Paying for companionship can be considered a “dating relationship” that entitles a professional escort to certain protections under New Jersey’s domestic violence laws, an appeals court has found.
The Appellate Division upheld a lower court judge’s permanent restraining order against a men’s club patron who threatened one of his favorite dancers.
Although he insisted their relationship was strictly professional, the appeals judges found that socializing with a paid escort amounts to a “dating relationship” under the Prevention of Domestic Violence Act.
“Considering the Act’s intended broad scope, we reject the contention that a relationship which includes a payment of consideration for the other’s time precludes the finding of a dating relationship,” Judge Clarkson Fisher Jr. wrote in the opinion.
“Experience suggests that most claims of a dating relationship turn on what the particular parties would view as a ‘date,’ ” Fisher wrote.
The judge also said the courts “should vigilantly guard against a slavish adherence to any formula that does not consider the parties’ own understanding of their relationship as colored by socio-economic and generational influences.”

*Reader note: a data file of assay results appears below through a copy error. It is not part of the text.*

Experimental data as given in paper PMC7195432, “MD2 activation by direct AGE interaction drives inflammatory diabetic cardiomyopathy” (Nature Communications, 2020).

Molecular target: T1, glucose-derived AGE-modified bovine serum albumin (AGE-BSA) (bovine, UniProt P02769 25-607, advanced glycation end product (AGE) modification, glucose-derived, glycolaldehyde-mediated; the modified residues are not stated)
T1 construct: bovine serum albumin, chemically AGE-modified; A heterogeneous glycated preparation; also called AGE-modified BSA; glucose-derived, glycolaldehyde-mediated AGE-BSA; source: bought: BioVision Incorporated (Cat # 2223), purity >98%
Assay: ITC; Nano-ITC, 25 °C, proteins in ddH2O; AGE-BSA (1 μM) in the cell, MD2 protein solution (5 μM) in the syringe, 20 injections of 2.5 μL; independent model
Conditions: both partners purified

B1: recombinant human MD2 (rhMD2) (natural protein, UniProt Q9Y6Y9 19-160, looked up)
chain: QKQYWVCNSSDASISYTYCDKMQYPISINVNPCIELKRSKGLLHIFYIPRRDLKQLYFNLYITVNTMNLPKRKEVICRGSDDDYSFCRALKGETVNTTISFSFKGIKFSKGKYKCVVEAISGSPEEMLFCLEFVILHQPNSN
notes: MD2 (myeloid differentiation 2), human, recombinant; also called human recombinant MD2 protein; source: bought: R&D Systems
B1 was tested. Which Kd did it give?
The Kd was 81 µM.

In this case, the customer said, he wined and dined the dancer, and even took her to his parents’ house for Thanksgiving dinner.
When she began seeing another man, he became jealous and sent her threatening text messages, court papers say.
She quickly secured a temporary restraining order, aruging that the two of them had been in a romantic relationship, even though most of their dates were at the clubs where she danced.
He, in turn, called her a hooker.
“[D]espite his attempts to disparage plaintiff by asserting their relationship was ‘professional,’ defendant testified that his tendering of money to plaintiff was meant ‘to help her out financially’ and not necessarily in exchange for her time,” Fisher wrote.
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